To stimulate some thought, here is the prompt sheet regarding Year 10 re-integration I have put together for our staff. I hope it will be of some use.

Year 10 face to face meetings- How do we make them count?

We will have the opportunity to meet with our Year 10 students over the next few weeks. These face to face meetings will be a chance to reassure students and to set them up with the skills to be able to continue to engage with online lessons for the remainder of the term. How can we maximise the impact of these sessions and ensure that students leave feeling reassured, part of the school community and motivated?

The aims of these face to face sessions are: 

  • To provide the opportunity for face to face interaction with teachers
  • To reinforce effective learning behaviours and strategies that students can use when working at home 
  • To address any misconceptions that students have developed in recent lessons 
  • To offer an opportunity to see teachers and students in a different context 

Ideas for the face to face sessions: 

  • Time for students to chat / share experiences 
  • Wellbeing discussion about the importance of routines, exercise, sleep, diet etc
  • Reflecting on how students are finding the online lessons / work. What are they finding is working well? What are they finding difficult? How could they overcome these problems? 
  • Make sure students are ok in accessing the work, understand how to submit work etc 
  • What strategies they can be using to get the most out of online lessons- e.g organising table / desk, getting book out before lesson, putting mobile phones and distractions away , taking notes whilst teacher is talking etc 
  • An overview of all of the resources currently available for the students in your subject and how to access them. An opportunity to hand out any extra resources that students need.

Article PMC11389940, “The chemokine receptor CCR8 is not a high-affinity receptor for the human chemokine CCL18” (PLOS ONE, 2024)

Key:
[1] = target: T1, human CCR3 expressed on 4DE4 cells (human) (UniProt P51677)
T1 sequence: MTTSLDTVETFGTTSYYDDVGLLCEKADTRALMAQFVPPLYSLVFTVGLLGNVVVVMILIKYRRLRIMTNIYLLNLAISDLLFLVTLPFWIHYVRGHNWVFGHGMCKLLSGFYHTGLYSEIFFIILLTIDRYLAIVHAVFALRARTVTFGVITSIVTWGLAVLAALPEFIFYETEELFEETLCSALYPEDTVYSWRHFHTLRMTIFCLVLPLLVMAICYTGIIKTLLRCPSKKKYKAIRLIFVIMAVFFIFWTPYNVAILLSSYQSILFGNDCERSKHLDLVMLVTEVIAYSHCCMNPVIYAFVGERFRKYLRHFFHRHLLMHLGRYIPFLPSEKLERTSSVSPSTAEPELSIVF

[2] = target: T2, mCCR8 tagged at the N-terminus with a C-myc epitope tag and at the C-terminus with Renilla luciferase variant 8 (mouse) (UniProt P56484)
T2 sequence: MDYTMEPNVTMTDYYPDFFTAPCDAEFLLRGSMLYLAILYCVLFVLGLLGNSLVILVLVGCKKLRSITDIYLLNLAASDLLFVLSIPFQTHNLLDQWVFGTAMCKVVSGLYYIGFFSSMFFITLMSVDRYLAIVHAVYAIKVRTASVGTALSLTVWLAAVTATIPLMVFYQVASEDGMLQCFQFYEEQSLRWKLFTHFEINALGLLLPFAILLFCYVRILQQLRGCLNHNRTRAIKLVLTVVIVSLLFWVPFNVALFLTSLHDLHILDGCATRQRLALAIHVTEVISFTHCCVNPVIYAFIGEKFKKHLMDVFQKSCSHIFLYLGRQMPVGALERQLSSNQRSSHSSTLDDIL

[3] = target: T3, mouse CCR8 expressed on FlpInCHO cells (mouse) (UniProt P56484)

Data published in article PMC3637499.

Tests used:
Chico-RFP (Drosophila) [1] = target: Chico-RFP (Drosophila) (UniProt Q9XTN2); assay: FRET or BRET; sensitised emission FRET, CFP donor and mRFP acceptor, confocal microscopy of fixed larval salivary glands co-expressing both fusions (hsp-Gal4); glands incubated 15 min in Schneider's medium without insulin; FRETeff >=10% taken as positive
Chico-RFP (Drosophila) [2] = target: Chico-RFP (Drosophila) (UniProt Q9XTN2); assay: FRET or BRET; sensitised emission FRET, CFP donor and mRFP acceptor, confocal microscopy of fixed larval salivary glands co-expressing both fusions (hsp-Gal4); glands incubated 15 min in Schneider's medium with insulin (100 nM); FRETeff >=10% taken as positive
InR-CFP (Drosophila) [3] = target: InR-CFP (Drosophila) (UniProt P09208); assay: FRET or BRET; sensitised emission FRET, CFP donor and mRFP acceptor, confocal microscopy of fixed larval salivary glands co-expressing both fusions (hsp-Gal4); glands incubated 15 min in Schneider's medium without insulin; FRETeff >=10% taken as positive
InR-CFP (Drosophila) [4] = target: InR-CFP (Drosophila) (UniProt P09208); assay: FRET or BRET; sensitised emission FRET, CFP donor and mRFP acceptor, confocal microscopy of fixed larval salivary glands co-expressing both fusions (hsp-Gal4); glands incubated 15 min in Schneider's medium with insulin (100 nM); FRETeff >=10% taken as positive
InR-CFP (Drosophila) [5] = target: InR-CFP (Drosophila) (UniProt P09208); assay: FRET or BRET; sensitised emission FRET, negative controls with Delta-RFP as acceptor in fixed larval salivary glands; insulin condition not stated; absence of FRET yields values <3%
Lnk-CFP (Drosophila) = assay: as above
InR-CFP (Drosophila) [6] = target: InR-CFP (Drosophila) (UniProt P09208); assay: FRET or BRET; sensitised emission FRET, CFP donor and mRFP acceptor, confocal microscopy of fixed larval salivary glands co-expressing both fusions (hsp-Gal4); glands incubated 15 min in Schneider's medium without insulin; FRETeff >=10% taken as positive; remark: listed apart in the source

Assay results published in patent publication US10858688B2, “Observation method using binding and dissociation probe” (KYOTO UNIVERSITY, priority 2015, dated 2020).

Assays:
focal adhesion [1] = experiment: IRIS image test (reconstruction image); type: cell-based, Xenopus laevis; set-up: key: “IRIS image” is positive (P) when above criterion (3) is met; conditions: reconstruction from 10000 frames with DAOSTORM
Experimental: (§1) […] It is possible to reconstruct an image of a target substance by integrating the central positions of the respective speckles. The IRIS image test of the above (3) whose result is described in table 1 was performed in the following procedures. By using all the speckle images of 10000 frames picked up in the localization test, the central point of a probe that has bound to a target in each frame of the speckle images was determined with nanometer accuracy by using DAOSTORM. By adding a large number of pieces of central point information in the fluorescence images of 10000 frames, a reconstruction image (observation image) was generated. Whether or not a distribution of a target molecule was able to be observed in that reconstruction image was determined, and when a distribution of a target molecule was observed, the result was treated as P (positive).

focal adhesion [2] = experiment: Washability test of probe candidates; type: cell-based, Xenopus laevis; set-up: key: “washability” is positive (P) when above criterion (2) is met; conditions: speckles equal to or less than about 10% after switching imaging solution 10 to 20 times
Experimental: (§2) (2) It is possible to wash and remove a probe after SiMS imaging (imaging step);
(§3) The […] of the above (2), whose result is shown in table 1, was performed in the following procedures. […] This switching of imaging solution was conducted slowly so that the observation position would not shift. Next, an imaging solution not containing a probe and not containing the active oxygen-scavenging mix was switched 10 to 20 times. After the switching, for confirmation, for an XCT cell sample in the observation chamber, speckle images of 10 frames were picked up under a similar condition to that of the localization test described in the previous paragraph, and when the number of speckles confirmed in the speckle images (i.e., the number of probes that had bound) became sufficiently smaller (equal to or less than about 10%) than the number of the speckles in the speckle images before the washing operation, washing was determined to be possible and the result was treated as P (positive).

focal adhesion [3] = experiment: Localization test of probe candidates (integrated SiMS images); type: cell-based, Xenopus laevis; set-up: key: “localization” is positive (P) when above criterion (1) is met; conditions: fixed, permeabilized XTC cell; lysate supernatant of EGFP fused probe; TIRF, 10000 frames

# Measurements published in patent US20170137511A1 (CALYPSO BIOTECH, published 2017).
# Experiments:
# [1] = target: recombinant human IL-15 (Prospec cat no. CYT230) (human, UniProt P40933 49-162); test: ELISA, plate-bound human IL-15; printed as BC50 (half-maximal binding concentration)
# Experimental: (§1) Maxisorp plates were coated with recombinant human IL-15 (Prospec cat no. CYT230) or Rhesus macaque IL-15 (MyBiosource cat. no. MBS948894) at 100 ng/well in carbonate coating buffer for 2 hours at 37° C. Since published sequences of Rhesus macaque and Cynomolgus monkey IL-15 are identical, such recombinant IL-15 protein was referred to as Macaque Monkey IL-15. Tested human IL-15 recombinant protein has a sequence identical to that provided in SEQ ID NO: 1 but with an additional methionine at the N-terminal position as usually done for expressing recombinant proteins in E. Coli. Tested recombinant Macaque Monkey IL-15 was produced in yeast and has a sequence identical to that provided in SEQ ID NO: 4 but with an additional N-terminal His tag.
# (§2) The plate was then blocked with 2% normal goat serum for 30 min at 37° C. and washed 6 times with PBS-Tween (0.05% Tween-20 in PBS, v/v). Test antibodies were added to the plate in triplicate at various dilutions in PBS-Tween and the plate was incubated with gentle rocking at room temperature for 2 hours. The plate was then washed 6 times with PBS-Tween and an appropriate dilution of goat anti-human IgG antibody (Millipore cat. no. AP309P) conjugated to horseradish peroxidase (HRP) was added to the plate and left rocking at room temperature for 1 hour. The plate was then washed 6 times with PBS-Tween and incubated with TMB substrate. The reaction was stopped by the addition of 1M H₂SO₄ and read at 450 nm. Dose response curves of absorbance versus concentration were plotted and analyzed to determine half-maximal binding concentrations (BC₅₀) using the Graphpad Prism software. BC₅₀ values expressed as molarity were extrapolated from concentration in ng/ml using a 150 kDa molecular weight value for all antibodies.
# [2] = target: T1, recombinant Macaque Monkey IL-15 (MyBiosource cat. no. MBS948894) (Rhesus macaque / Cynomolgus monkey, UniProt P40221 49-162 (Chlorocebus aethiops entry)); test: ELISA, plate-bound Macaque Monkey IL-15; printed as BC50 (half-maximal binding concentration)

• Effective strategies to support them with independent learning- e.g regular quizzing using their knowledge organiser, revisiting prior topics (spacing)
  • Model these strategies explicitly e.g by doing a retrieval quiz with them, modelling how to do a research task, modelling how to take notes 
  • If you ask students to email you prior to the lesson with any questions about the work they have been doing recently you can unpick misconceptions and reteach / explain the key concepts 

Discussion points for departments: 

  • How can we help each student to feel that they have had some success in our subject over the last few weeks and to therefore keep them motivated? E.g simple quizzes
  • How can we ensure that we don’t panic our students? We want to reinforce the importance of their engagement with online lessons. We should however be realistic about how much work we a setting and reinforce the expectation that they stop at the end of the school day and aren’t given HW. 
  • How can we celebrate the engagement and work produced by students so far? How can we make students perceive that it is the norm to engage with the lessons and to complete the work, but not overwhelm them? 
  • How can we make the visit to school experience as normal as we can? 
  • How can we provide opportunities for students to interact with each other whilst socially distanced? This is what will have been lacking during lockdown. 
  • How can we try and check that each student is able to access the work, has a quiet place at home to work etc? 
  • How can we share the big picture with our students in terms of what they have learned so far this year, what’s coming up in the next few weeks, and what they will be taught next year? 
  • What habits, routines, behaviours (old and new) will we need to establish, reinforce, remind?